This week I had the great pleasure of co-hosting the annual Bell Lecture on Mental Health and Anti-Stigma in our nation’s capital. This event was the second of five annual lectures that are being held across Canada as part of the outreach/knowledge translation activity by Queen’s around the Bell Canada Mental Health and Anti-Stigma Research Chair held by Dr. Heather Stuart (Public Health Sciences) As you may remember, the Chair was funded in 2012 by a gift from the Bell Let’s Talk mental health initiative.
The audience included Queen’s alumni, Bell employees, staff from the Royal Ottawa Mental Centre and the Department of National Defense. They were treated to fascinating talks by Dr. Stuart, and by Queen’s alumna (ArtSci’79) Barbara Crook, a well-known philanthropist and mental health advocate in Ottawa.
Heather began her talk by posing this question:
“How many Canadians would…have a financial advisor, hire a lawyer, or see a doctor…if they knew that person had had a mental illness?”
What would be your answer? How would your co-workers respond, your friends, your neighbours?
Heather and Barbara also presented a simple to do list for all of us to address the stigma that is, far too often, the reality for people living with mental illness:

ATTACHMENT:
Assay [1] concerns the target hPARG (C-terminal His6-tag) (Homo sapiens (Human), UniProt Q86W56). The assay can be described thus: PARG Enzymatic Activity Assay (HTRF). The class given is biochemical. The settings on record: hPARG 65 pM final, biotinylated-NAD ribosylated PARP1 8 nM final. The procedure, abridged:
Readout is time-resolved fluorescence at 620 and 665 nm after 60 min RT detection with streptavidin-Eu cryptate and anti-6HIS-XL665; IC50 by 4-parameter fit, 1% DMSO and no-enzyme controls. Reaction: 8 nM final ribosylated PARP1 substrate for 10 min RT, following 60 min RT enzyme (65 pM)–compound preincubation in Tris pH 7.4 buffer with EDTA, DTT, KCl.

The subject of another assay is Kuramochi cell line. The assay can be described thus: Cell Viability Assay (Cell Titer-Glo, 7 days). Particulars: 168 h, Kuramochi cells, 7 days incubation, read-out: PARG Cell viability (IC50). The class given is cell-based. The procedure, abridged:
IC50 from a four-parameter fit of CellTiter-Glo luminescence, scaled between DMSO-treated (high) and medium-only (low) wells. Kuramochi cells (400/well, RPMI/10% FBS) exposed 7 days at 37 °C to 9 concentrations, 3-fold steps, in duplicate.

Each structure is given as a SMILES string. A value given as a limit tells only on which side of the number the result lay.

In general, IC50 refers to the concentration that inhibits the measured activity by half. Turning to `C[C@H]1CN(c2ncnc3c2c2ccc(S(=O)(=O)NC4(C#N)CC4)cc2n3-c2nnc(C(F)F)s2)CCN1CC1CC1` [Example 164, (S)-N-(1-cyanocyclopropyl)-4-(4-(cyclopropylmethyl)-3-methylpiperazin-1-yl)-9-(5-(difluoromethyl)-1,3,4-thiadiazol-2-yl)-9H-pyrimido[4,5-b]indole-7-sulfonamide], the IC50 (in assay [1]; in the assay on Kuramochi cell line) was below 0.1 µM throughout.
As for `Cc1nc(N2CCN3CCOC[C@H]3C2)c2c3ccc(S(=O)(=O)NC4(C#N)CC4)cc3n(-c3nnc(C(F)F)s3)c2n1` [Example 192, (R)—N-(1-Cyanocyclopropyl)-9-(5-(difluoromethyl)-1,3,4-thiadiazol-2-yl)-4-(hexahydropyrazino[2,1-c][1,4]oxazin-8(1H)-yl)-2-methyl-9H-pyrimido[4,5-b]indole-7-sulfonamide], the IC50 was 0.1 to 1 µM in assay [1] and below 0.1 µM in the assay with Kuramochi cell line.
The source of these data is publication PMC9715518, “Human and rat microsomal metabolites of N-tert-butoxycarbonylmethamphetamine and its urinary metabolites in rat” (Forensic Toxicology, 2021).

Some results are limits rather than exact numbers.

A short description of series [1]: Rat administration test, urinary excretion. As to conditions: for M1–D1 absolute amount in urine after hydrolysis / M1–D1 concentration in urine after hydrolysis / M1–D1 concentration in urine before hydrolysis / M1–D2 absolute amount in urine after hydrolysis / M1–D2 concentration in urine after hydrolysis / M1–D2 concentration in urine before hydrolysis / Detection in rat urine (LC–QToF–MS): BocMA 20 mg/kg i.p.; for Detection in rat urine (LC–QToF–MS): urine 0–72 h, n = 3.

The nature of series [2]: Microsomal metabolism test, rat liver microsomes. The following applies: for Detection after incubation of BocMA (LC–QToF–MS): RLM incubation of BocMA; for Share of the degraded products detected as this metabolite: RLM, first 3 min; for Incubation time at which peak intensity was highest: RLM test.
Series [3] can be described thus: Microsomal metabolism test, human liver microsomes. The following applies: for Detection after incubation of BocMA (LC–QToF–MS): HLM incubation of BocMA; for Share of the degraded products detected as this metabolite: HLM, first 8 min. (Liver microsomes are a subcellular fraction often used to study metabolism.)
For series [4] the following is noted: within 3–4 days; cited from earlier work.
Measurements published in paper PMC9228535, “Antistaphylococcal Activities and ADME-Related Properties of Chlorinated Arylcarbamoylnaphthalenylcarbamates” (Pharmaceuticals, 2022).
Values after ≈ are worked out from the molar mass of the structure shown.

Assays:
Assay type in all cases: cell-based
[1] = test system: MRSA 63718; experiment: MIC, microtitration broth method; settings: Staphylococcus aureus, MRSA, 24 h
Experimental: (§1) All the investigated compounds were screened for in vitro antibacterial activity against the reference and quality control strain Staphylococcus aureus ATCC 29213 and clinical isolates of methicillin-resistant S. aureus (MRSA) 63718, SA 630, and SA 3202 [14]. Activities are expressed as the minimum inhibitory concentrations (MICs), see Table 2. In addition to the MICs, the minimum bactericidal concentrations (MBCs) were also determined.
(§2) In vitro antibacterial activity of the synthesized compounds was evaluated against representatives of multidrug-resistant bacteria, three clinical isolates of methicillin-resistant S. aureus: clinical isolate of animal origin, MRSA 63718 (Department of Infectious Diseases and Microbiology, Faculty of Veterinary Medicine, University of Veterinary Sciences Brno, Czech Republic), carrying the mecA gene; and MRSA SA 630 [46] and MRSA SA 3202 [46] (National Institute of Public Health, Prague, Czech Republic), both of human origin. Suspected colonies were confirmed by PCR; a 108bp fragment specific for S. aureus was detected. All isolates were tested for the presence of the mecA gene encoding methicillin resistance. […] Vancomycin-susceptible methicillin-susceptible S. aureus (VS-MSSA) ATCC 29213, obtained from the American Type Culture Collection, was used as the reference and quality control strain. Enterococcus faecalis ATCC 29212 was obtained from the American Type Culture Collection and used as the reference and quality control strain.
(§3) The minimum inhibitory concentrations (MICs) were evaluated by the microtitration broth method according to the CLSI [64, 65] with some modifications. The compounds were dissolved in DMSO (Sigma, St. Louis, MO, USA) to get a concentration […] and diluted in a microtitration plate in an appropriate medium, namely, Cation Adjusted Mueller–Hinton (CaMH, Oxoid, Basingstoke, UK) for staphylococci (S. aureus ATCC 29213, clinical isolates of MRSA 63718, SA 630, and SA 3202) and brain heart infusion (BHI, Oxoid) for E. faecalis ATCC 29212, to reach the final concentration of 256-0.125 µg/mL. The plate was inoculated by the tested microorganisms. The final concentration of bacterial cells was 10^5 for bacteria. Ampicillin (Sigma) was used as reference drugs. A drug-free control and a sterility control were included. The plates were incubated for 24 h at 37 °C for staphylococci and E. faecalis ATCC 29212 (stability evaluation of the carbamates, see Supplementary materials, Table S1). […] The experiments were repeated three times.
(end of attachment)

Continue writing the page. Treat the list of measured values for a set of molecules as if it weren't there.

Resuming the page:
- Watch your language (PEOPLE live with mental illness; no jokes please)
- Educate yourself about mental illness
- Remember, small acts of kindness go a long way (send a get well card; go for coffee)
- Listen and ask – don’t assume or give advice
- Support mental health and anti-stigma programs (write a letter to your MP; donate)
- Start a dialogue, not a debate
Heather has mentioned that she get emails, phone calls and letters every week supporting her work, asking a question or tell a story. I would like to share one testimonial with you from a father attending this week’s lecture:
“Thanks for organizing this yesterday…My 15 year old daughter did join me and was thrilled by the topic, and was touched and inspired by the speakers…As a sufferer of mental illness it was eye opening for her and she greatly appreciates the efforts made in this endeavor.”
Hearing this, I can’t help but feel very proud of this night and the many other efforts made by Queen’s faculty, students and staff to address the issue of mental illness on our campus and across our country.
My thanks to Bell for their visionary gift and to Mary Deacon, chair of Bell Let’s Talk who co-hosted the lecture. Thank you to CFRA morning host Steve Madely for being a terrific MC, and of course to our presenters. A final note of thanks to our staff here at Queen’s organizing this second lecture.
If you would like to answer Heather’s opening question from the lecture, or share a story about mental illness, please reply with your comments…or better yet, please drop by the Macklem House, my door is always open.